Rafah Holds The Key To Jerusalem

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On May 6th this year, after months of waiting, the IDF surprised Hamas forces by launching a night time invasion of Rafah, taking the international crossing by sunrise. What was billed as a potential bloodbath, went as smoothly as anyone could hope for, proving Israel’s detractors once again wrong and boosting public morale.

With all the success of the current Rafah operation, the most important part of it is the role of combat engineering to literally break it off from its connection to Egypt –  both above ground and below ground.  This cutting off from Egypt has major implications for the current war in Gaza and the future of Israel.

Egypt has long allowed for arms to be smuggled into Gaza by way of the tunnels under Rafah.  With only a 100 meters separating the terrorist occupied enclave of Gaza from Egypt, the smuggling has been constant, which has allowed Hamas to wage the sort of war it has been.  Without control over the border area and widened corridor –  Hamas’ ability to rearm has dried up.  It is only a matter of time until has nothing left to fight with.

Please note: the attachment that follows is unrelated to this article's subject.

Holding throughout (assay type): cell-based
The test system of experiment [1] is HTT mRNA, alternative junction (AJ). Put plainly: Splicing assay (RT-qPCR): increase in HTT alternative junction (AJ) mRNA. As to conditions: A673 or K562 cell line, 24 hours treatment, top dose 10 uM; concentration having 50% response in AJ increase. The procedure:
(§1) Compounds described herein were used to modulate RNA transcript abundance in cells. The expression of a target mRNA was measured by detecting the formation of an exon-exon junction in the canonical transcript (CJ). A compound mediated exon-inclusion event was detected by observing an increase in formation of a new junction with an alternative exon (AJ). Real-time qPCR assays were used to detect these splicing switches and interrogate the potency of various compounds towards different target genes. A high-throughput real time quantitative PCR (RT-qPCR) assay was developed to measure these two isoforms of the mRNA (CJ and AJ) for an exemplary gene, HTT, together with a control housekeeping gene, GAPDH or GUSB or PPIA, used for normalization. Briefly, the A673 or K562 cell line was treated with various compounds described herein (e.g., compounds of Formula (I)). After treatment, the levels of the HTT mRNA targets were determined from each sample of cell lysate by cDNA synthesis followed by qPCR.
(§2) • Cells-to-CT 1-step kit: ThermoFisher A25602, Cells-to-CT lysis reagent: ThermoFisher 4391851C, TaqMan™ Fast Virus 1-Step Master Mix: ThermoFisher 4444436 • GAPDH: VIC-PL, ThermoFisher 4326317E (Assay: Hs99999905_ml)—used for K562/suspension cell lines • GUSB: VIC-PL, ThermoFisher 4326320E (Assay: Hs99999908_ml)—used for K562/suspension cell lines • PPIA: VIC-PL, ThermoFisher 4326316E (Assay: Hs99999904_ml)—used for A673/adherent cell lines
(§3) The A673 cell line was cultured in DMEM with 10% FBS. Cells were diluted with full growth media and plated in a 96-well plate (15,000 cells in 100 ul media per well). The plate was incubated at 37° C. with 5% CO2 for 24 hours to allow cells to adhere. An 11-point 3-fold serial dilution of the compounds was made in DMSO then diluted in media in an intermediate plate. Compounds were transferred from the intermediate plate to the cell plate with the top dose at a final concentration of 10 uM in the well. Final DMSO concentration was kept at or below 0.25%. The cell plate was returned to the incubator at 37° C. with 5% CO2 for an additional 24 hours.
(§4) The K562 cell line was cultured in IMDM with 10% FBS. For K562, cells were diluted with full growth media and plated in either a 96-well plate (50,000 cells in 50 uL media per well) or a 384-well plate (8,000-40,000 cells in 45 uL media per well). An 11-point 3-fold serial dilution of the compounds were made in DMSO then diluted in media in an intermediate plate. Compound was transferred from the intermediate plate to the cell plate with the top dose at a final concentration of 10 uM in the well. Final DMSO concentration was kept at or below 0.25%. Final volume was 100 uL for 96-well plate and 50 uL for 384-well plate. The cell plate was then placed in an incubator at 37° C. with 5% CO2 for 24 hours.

So what does this have to do with Jerusalem?

From the moment the Gazan Arabs invaded Israel on October 7th, they called their war the Al Aqsa Flood in hopes that the result of the war would be their control over Jerusalem. The entire focus of their attacks is a stage in the fulfillment of their dream – Arab sovereignty over Jerusalem and the wiping out of the Jewish people.

On the walls of the Rafah crossing there is a story molded in metal showing the Gazan Arabs going from “refugees” to victorious and ultimately in control of Jerusalem.  It may seem like a fantasy, but it is an integral part of their narrative and it is fixed as part of the Rafah crossing, as if to signify that victory begins at Rafah.

The war with Gaza is as much about symbols as it is about fighting with Hamas. Rafah has been key for the Gazan Arab struggle against Israel. As long as the IDF had remained outside of Rafah the Gazans had  hope. Severing it from Egypt crushes that hope and effectively means  the beginning of the end of the active stage of the war with Gaza. 

Article by David Mark

David is Ateret Cohanim's Director of Communications. He is a long time Land of Israel Activist, writer and film maker.

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